"Give us fiscal continence--but not yet." That's a very good line. I am going to steal it.
You know, Warren Buffett and company could choose to make the Washington Post as informative and as witty as the Financial Times tomorrow--if they cared to. Both may die in the coming crash of the newspaper industry. But we all should really be doing everything we can to make sure that the FT and its culture survive: it is a global treasure.
US engine revs up: his spending spree is brittler than one would like. The durable goods spurt--even as disposable incomes fell--was powered by a car scrappage scheme that borrowed GDP from the future more than anything else. With motor vehicles excluded, output grew by only 1.9 per cent. Up to half of that in turn consisted of businesses rebuilding depleted inventories – a sign of optimism, but also, like cash-for-clunkers, a one-off boost to output that will not persist.
Which is why government action remains crucial to nurse this economy back to health. The administration is a good third of the way through a stimulus package that is indispensable to prevent growth from slowing down again. Federal spending rose briskly; now is not the time to cut this stimulus short.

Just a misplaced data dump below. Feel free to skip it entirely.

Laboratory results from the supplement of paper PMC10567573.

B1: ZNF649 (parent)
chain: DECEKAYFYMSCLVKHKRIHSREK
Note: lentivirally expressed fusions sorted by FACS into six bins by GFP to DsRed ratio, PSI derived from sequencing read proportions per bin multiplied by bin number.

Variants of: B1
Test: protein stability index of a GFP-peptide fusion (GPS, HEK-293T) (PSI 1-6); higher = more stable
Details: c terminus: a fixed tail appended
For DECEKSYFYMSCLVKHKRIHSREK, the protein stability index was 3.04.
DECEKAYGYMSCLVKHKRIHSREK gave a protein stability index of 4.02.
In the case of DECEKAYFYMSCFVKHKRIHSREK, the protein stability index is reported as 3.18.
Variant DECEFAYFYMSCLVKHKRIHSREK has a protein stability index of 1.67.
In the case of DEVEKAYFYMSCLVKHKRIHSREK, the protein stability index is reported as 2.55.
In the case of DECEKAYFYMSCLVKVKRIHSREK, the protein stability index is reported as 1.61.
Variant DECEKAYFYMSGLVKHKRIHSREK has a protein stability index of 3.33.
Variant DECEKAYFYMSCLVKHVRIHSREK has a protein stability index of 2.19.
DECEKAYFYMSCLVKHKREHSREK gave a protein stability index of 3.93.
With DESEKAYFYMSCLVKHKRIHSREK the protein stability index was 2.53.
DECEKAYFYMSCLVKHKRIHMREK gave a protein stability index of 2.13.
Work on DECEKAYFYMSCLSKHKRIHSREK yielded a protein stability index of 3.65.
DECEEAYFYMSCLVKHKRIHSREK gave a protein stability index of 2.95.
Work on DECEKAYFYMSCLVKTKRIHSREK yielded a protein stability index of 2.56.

Moreover, cash-strapped state and local governments are the dark spot in this improving picture: their spending was the only GDP component that went into decline. Congress would do well to consider using its ability to borrow cheaply to assist capitols and town halls banned from engaging in deficit spending on their own.
A credible plan for deficit-cutting is urgently needed; its implementation is not. Those who think deficit spending a sin may pray for government continence – but not yet.
 And that the *Washington Post dies quickly: it is not.
UPDATE: Paul Krugman and St. Augustine, 20 months ago:
St. Augustine and macroeconomic policy: I’ve had a few comments on my post about defining the macroeconomic problem, in which I say that the US economy is unbalanced, with too much consumption and too large a trade deficit, and that
the goal of monetary and fiscal policy should be to bridge the gap — to sustain spending until a falling trade deficit comes to the rescue, and to hasten the rise in net exports.
The objections run along these lines: since consumption has to come down, we should do nothing to delay the adjustment.
My answer, basically, is St. Augustine’s prayer:
Grant me chastity and continence, but not yet.
Ideally, we want the fall in consumption spending to move no faster than the rise in net exports caused by a weak dollar — if consumption falls too fast, we’ll have a deep recession.
Now, we can’t expect perfect timing, and my guess is that at least a moderate recession is already baked in. But we can try to make this less painful.